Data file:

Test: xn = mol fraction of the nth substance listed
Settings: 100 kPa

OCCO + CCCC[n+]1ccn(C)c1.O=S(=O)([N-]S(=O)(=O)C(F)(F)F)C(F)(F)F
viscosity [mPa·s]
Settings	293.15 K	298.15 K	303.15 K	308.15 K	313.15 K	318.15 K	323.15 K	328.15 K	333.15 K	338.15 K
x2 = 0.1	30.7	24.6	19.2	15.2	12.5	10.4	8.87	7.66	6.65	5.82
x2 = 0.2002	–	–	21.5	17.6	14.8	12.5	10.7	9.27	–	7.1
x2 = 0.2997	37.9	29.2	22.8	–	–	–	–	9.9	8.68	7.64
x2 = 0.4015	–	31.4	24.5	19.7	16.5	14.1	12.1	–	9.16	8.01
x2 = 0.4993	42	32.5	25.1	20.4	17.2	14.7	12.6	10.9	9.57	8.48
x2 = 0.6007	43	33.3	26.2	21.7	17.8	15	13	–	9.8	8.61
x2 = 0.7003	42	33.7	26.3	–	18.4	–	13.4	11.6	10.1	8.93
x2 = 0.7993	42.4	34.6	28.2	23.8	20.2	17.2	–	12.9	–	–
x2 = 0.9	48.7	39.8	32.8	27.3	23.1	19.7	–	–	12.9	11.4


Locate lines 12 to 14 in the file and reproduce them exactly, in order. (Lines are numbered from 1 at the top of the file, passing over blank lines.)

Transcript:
x2 = 0.7003	42	33.7	26.3	–	18.4	–	13.4	11.6	10.1	8.93
x2 = 0.7993	42.4	34.6	28.2	23.8	20.2	17.2	–	12.9	–	–
x2 = 0.9	48.7	39.8	32.8	27.3	23.1	19.7	–	–	12.9	11.4